Kandace Lukow's eyes melt as she thoughtfully stares across her office, recalling with a soft voice the memories she has collected over the past 25 years.
But her warm glow conceals the toughness underneath.
Lukow, called Kandy by her coworkers at the Colorado Department of Transportation, was not always signing papers from behind a desk. When she started with CDOT, she found herself in the trenches -- or, more correctly -- in the tunnels.
"I was going to go back to college to be a dietician," she said of her aspirations at age 25.
Instead, she took a job as a cleaning lady at Eisenhower Tunnel along Interstate Highway 70. After just nine months, she became CDOT's second female maintenance worker. The first, Rosemary Bienneman, helped Lukow move up.
"She wanted to be promoted, so she had to find her own replacement," she said. "So she came and found me. I thought, 'I can do that.' And it was paying really good money."
Lukow became a tunnel washer, using what she called the Tunnelsaurus Rex.
"It was this great beast with car wash scrubbers on there," she said.
She also monitored video surveillance of the tunnel, measured trucks and assisted with fire/rescue calls. She was instrumental in getting her maintenance crew up to code on the procedures and then getting them all firefighter certified.
"Figuring out how to spec out a pumper truck, that was great," she said.
Lukow's next step was to an M2, a lead worker for CDOT. She had experience in the position already, as her superior had been sick and she filled in.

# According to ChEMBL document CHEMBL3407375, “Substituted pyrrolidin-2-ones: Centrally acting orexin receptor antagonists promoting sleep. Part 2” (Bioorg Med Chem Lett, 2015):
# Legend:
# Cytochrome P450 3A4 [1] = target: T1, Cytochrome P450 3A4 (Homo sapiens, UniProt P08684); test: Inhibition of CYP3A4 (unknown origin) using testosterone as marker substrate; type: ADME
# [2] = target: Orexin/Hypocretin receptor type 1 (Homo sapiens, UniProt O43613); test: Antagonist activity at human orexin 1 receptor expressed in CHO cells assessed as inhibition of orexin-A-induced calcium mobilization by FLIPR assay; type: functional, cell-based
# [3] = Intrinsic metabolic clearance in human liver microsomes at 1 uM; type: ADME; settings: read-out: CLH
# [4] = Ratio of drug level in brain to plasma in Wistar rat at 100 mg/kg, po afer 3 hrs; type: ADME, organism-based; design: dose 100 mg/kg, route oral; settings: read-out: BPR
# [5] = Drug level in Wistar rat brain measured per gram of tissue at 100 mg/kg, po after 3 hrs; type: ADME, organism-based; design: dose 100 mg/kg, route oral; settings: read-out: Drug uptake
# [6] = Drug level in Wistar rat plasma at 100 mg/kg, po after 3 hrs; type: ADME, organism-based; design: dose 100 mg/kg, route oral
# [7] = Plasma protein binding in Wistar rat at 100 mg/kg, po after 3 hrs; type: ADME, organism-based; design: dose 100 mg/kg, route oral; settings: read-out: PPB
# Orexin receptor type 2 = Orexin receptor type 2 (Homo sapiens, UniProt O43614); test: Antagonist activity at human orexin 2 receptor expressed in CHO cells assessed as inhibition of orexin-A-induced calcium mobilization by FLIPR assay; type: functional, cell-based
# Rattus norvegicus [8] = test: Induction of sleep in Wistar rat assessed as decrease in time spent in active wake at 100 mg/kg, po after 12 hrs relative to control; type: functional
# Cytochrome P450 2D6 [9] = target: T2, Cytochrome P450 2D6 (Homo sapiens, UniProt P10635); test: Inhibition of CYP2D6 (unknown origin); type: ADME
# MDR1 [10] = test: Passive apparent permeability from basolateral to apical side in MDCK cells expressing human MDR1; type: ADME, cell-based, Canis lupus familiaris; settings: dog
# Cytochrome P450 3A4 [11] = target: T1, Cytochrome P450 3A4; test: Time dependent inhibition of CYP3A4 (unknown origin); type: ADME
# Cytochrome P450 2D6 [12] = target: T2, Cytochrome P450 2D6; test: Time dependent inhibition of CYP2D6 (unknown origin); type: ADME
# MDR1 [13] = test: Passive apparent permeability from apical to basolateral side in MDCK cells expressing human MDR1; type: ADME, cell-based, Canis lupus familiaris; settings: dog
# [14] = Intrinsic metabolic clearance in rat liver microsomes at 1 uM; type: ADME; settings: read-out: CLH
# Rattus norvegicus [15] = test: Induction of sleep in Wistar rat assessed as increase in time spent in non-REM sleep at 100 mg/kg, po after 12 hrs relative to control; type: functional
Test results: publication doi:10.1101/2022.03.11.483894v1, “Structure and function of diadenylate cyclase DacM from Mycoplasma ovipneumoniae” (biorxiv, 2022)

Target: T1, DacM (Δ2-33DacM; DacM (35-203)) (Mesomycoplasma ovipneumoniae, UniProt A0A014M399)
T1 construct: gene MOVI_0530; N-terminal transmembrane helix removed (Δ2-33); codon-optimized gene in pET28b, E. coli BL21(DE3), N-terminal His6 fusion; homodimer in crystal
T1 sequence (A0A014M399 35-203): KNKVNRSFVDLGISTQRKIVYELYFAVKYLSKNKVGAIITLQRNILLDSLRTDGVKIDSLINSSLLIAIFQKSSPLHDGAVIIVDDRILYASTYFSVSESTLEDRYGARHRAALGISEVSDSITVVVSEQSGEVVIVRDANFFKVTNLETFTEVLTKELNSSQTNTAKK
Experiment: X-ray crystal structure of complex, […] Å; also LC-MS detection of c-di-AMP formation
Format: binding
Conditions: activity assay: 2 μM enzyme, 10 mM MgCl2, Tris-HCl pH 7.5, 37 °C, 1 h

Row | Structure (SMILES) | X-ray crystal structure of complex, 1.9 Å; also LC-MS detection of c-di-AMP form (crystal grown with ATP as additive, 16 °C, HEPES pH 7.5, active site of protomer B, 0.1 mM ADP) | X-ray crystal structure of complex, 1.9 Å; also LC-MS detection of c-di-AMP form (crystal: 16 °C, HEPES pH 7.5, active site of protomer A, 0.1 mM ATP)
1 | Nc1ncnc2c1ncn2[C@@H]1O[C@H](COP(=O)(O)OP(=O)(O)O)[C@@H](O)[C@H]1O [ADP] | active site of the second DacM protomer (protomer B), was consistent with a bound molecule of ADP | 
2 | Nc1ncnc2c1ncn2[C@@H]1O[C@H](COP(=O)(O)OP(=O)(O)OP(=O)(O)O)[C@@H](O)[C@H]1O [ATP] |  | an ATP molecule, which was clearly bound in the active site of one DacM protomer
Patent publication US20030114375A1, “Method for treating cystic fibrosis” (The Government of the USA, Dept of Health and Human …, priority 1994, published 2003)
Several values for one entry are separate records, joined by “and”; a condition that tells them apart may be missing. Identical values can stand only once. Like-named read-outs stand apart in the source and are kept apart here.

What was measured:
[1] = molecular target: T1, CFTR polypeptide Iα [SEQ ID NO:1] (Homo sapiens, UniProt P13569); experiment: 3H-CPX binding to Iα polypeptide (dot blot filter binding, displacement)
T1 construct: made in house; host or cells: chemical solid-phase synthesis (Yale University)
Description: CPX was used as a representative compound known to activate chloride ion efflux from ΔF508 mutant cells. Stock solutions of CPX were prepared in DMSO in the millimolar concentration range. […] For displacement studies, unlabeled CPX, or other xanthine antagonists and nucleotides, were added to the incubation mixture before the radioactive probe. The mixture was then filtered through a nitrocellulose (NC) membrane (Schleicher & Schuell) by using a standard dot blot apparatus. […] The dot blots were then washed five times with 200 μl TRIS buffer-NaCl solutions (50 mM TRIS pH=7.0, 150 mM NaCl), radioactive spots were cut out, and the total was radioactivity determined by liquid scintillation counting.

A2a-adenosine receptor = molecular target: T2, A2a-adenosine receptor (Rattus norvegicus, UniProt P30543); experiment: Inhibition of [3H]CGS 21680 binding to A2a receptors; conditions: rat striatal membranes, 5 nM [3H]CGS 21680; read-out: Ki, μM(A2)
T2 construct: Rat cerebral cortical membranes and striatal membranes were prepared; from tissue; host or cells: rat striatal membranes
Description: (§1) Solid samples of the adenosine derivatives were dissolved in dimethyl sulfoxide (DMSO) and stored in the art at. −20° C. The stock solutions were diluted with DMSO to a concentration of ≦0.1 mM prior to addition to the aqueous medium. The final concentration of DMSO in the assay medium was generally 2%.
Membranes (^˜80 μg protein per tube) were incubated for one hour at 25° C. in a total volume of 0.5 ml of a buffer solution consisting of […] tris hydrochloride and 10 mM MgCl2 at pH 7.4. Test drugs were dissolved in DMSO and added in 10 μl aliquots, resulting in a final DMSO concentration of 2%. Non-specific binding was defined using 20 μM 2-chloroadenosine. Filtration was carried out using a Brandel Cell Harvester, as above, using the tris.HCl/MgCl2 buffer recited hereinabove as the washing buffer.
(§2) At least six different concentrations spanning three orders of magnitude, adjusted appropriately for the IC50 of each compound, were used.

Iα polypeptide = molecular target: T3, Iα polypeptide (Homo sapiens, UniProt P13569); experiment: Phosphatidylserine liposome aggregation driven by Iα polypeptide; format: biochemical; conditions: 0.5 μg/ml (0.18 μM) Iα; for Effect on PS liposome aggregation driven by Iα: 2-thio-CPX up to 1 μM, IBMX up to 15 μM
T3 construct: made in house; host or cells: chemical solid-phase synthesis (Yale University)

"Timing and luck," she said. "You've got to give a lot of credit to those things."
But it wasn't chance that she made foreman just a year later. Overseeing six crews, Lukow was sometimes tested by her male counterparts.
"They tested me a little bit and we talked about it," she said, "and I think they ended up being my best supporters."
Her title was soon changed to supervisor becoming the first woman to fill the position. Three years later, she advanced to senior supervisor in the high country region, where she stayed four years.
She then made some real history. She was promoted to deputy supervisor, a position never filled by a woman in CDOT. She was stationed in Aurora and stayed three years.
"People in CDOT have to move around a lot if they want to move up in maintenance," Lukow said.
In 2002, Lukow made the move to Craig, where she again holds a title never held by a woman. She is the transportation superintendent for an area that covers Moffat, Routt, Rio Blanco, Jackson and Grand counties.
She administers the budget for her section, and so far, is enjoying the slower pace of life in Craig.
"It was like coming home," the Front Range native said. "I just love it here."
On top of the friendliness of the people here, Lukow has noticed a difference in the way jobs are carried out.
"What I really love about here is they know how to get things done," she said. "On the Front Range, things seem to happen by magic."
Her favorite part of her career is bringing in new employees, teaching them and watching them grow. She loves where she is and has no plans to retire anytime soon.
"I get to be outside and I get to drive the roads of Colorado and make improvements," she said. "I just can't believe anyone pays me to do what I love to do."